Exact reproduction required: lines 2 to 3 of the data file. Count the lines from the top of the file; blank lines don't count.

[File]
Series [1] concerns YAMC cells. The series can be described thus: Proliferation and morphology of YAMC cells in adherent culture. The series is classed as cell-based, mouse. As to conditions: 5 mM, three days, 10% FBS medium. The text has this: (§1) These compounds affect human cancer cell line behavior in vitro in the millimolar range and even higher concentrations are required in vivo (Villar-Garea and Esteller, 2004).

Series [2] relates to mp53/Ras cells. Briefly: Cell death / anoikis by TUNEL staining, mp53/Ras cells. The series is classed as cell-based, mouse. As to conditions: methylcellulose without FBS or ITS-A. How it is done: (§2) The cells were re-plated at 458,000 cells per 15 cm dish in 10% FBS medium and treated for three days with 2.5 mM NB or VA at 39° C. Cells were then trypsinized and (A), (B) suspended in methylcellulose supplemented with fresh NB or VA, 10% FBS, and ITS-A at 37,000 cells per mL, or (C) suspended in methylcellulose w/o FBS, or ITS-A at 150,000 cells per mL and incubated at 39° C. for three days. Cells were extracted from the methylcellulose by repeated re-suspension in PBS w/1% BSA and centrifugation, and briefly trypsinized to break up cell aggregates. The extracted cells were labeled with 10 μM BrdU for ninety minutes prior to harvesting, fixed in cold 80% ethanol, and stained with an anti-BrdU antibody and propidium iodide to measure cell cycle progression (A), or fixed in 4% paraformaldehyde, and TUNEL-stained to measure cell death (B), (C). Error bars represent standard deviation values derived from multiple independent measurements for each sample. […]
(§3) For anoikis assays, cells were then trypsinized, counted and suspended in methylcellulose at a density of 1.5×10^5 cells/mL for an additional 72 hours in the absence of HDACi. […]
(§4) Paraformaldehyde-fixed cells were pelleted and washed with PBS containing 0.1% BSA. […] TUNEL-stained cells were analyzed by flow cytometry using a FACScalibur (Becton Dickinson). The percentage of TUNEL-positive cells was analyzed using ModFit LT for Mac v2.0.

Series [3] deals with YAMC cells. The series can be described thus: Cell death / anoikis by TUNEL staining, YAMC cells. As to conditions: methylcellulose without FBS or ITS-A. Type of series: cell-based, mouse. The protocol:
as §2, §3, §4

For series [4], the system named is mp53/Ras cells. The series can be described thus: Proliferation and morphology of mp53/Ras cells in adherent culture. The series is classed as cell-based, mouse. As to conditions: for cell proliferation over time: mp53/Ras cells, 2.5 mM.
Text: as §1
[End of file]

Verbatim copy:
Series [2] relates to mp53/Ras cells. Briefly: Cell death / anoikis by TUNEL staining, mp53/Ras cells. The series is classed as cell-based, mouse. As to conditions: methylcellulose without FBS or ITS-A. How it is done: (§2) The cells were re-plated at 458,000 cells per 15 cm dish in 10% FBS medium and treated for three days with 2.5 mM NB or VA at 39° C. Cells were then trypsinized and (A), (B) suspended in methylcellulose supplemented with fresh NB or VA, 10% FBS, and ITS-A at 37,000 cells per mL, or (C) suspended in methylcellulose w/o FBS, or ITS-A at 150,000 cells per mL and incubated at 39° C. for three days. Cells were extracted from the methylcellulose by repeated re-suspension in PBS w/1% BSA and centrifugation, and briefly trypsinized to break up cell aggregates. The extracted cells were labeled with 10 μM BrdU for ninety minutes prior to harvesting, fixed in cold 80% ethanol, and stained with an anti-BrdU antibody and propidium iodide to measure cell cycle progression (A), or fixed in 4% paraformaldehyde, and TUNEL-stained to measure cell death (B), (C). Error bars represent standard deviation values derived from multiple independent measurements for each sample. […]
(§3) For anoikis assays, cells were then trypsinized, counted and suspended in methylcellulose at a density of 1.5×10^5 cells/mL for an additional 72 hours in the absence of HDACi. […]